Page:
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Local politics in the age of Trump

Last year, when the Pew Research Center asked Americans where they got information about the election, local newspapers were at the bottom of the list. (Cable news and social media ranked highest.) With ad revenues declining and circulation plummeting, many small papers now lack the resources to aggressively cover city and state government, much less to help readers understand how national politics affects their communities. What’s more, since the inauguration, mayhem at the White House has all but drowned out other stories, the daily revelations requiring constant vigilance. Such conditions can inspire helplessness — a fire burns in Washington, and all we can do, it seems, is watch.

To illuminate how Americans are contending with this unprecedented reality, our correspondents offer dispatches from cities and towns across the country. From immigration courts in Tucson to the homeless camps in Honolulu, Hawaii, thirteen writers and artists record the uncertainty, desperation, and hope that pervade their hometowns. Though the news from Washington portends calamity, these stories remind us not to neglect our own back yards, where the stakes are just as high.

Illustration by John Ritter


Francisco Cantú is a former U.S. Border Patrol agent. His first book, The Line Becomes a River, will be published next year by Riverhead Books. Cantú is the recipient of a 2017 Whiting Award.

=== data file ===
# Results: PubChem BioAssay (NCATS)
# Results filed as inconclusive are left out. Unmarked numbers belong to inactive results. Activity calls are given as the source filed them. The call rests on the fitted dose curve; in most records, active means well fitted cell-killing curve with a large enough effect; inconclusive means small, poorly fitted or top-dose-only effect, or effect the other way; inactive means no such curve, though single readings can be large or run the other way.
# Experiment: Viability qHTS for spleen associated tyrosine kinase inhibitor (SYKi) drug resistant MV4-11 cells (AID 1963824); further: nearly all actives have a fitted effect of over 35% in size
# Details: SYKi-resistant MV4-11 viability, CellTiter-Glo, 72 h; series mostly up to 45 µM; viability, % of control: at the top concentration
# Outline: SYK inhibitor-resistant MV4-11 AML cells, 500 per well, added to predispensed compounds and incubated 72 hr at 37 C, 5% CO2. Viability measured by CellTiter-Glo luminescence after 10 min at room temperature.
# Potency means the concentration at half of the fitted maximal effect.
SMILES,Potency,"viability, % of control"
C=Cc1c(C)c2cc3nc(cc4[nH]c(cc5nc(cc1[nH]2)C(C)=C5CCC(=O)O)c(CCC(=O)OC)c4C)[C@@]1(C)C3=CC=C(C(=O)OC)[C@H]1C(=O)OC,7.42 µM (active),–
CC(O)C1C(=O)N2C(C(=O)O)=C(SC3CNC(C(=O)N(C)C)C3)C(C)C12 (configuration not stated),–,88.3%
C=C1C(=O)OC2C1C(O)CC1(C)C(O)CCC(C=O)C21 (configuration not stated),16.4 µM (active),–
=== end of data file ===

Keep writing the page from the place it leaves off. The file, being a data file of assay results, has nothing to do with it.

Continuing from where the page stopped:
Edwidge Danticat is the author of many books, most recently The Art of Death: Writing the Final Story (Graywolf Press).

Lydia Davis’s translation of Proust’s Letters to His Neighbor appeared this year from New Directions. She is currently assembling her first collection of essays.

Lisa Elmaleh is a photographer based in Paw Paw, West Virginia. Her first book, Everglades, was published last year by Zatara Press.

Spike Johnson is a photographer based in Houston.

Steve Mumford is an artist based in New York City and Tenants Harbor, Maine.

Zora Murff is a photographer based in Lincoln, Nebraska. He is a co-curator of the Strange Fire Collective.

Chad Ress is a photographer based in Ojai, California. His first book, America Recovered, will be published next month by Actar Publishers.

Marilynne Robinson’s most recent article for Harper’s Magazine, “Save Our Public Universities,” appeared in the March 2016 issue. Her most recent book is The Givenness of Things.

Celia Talbot Tobin is a photographer based in Missoula, Montana.

Paul Theroux is the author of more than fifty books, including, most recently, Mother Land (Houghton Mifflin Harcourt). His story “Our Raccoon Year” appeared in the May 2012 issue of Harper’s Magazine.

Jesmyn Ward is an associate professor of creative writing at Tulane University. Her novel Sing, Unburied, Sing was published last month by Scribner.

Anna Wiener works in technology and writes about Silicon Valley.

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October 2017

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